by Daniel J. Graeber
Washington (UPI) Jul 13, 2017
Aker BP, a merger of Norwegian energy companies and a subsidiary of BP, said Friday it raised its guidance for output but lowered it for production costs.
One of the first companies out of the gate with second quarter results, the company said production costs were $121 million, up from $39 million, though total income of $595 million was nearly twice what it was last year, mainly because of the tie up with the Norwegian subsidiary of BP.
"Aker BP continued to deliver solid performance in the second quarter with stable operations, efficient drilling operations and development projects progressing according to plan," CEO Karl Hersvik said in a statement. "The company continues to build on a strong platform for further value creation."
The company reported first quarter production of 145.3 million barrels of oil equivalent, an increase of 14.8 percent from the previous quarter. Most of the company's output came from the Alvheim license area, which draws oil using a floating production facility from four fields in the greater region.
Aker BP holds stakes in some of the more promising prospects offshore Norway, including the giant Johan Sverdrup oil field. Production in June began at the Gina Krog field offshore Norway and the company said it expected output to accelerate during the year at the larger Edvard Grieg field.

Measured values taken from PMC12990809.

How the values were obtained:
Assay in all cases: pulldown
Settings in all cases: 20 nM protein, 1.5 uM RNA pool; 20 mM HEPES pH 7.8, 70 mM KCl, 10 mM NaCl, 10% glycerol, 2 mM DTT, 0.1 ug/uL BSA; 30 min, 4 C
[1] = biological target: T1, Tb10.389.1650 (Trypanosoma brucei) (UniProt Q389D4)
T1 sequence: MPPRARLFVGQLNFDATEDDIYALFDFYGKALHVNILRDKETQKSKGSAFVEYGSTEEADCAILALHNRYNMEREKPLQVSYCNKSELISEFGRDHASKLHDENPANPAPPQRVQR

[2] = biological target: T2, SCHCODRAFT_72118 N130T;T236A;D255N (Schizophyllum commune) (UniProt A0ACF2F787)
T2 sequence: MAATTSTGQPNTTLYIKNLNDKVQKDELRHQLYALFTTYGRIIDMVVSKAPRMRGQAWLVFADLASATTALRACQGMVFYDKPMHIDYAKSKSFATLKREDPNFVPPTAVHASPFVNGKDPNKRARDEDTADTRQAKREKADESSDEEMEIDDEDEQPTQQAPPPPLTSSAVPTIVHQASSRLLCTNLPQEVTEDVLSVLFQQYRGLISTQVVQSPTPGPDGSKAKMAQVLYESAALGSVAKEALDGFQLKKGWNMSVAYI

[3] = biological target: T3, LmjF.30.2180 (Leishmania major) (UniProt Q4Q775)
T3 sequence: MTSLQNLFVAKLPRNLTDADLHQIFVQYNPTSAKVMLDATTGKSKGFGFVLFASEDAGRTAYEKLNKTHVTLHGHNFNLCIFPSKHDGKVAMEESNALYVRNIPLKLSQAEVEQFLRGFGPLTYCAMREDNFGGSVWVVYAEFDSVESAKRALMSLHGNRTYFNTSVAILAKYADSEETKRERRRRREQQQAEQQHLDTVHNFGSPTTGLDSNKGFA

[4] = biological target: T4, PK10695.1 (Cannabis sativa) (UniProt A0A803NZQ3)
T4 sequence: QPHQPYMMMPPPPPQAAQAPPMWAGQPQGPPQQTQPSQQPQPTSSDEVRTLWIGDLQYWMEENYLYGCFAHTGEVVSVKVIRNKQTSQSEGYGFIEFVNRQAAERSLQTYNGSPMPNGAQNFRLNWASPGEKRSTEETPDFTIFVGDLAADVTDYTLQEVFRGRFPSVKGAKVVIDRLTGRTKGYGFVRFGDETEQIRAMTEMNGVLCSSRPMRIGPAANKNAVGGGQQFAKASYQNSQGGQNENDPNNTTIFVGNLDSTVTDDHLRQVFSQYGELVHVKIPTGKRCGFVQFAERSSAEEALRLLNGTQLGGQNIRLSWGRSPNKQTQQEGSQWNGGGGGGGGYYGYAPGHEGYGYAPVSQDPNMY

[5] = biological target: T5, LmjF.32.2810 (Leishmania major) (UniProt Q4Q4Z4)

The company said Friday it expects to produce between 135 million barrels of oil equivalent and 140 million barrels of oil equivalent per day for all of 2017, an upward revision of about 5 percent. Full-year production costs were estimated at $10 per barrel of oil equivalent, a downward revision of about 9 percent.
Spending on exploration for the quarter was $61 million. For the year, the company left its plans unchanged, allocating between $280 million and $300 million for exploration spending.
Gharyan, Libya (AFP) July 14, 2017
Under a blazing sun at a military centre in western Libya, dozens of young recruits learn to march in formation, as authorities train the country's first regular force since its 2011 revolution. Another makeshift camp has been set up nearby to train future soldiers. On the menu: jumping, climbing, crawling and scaling ropes. "This basic training marks our passage from civilian life to mi ... read more
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